“Once current performance is measured and that measurement is made broadly available, it will be easier to manage and measure future improvements,” he said. “The report is also a stimulus for improvement.”

School of Forestry and Environmental Studies Dean Gus Speth said the new data should be considered a call to action.

“It is distressing that Yale’s greenhouse gas emissions are rising substantially — or at all,” Speth wrote in an e-mail. “We need to build our environmental and energy consciousness at Yale. We pride ourselves in our teaching; we also teach by behaving well.”

Graedel said while it will be challenging to keep energy use in check during a period of wide-spread renovation and construction, there are ways to maximize sustainability in new buildings. He pointed to the new environment school building — which will produce as much energy as it consumes — as an example that will “set the standard for sustainability.”

A recent Green Fund study at the School of Medicine found that recycling 90 percent of the debris from a laboratory renovation project saved close to $10,000, according to the ACEM report. As construction managers become familiar with the recycling process, there will be less of a need for waste management consultants, so demolition and construction debris recycling can be implemented on many projects at the University.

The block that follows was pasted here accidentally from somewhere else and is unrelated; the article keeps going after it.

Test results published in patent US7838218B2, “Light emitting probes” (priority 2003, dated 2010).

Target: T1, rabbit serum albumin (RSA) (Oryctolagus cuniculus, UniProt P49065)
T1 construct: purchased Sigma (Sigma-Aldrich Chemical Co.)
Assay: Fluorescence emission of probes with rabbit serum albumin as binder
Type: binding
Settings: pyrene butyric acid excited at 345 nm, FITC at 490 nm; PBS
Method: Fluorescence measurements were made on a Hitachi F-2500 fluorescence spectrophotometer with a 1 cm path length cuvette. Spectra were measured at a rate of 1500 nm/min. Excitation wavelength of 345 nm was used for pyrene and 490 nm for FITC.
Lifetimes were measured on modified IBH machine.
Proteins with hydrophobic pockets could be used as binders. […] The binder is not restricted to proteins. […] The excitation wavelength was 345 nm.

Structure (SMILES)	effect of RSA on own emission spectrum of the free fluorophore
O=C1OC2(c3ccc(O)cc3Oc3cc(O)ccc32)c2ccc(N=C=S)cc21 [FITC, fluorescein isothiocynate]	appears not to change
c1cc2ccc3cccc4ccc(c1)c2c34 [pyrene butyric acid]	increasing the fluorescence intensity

Before many institutional changes went into place, the University converted the Central Power Plant, located next to Swing Space, into a co-generation facility producing both steam and electricity to increase energy production efficiency in 1998.

Yale’s previous brickset boilers, built circa 1920, had a 35 percent fuel efficiency rate, compared to the 60 percent to 65 percent fuel efficiency of the new gas turbines and heat recovery boilers. The current plant’s combined cycle turbines reduce net production of carbon monoxide and nitrogen oxides, which are poisonous to humans at high levels.

In 2003, the University announced it would change from use of No. 6 fuel oil at the Sterling Power Plant to the cleaner No. 2 oil, a move expected to decrease the plant’s sulfur dioxide emissions by about 95 percent and also cut down carbon dioxide, nitrogen oxide and particulate matter emissions.

Small steps towards sustainability

The establishment of ACEM, STEP and the Green Fund, along with other institutional policies and student efforts, have spawned environment-friendly projects around campus over the last half decade.

This year, environmental engineering major Giovanni Zinn ’05 spearheaded a project that will convert the dining halls’ 4,000 to 5,500 gallons of yearly waste vegetable oil into biodiesel to fuel campus vehicles and the Bethany Observing Station.

Zinn said his project, funded by a $25,000 Green Fund grant, includes developing a chemical processor that filters and converts the oil into fuel and measuring biodiesel emissions compared to those of regular fuel. Biodiesel emits 70 percent fewer hydrocarbons and 40 percent less particulate matter than regular fossil fuels, Zinn said.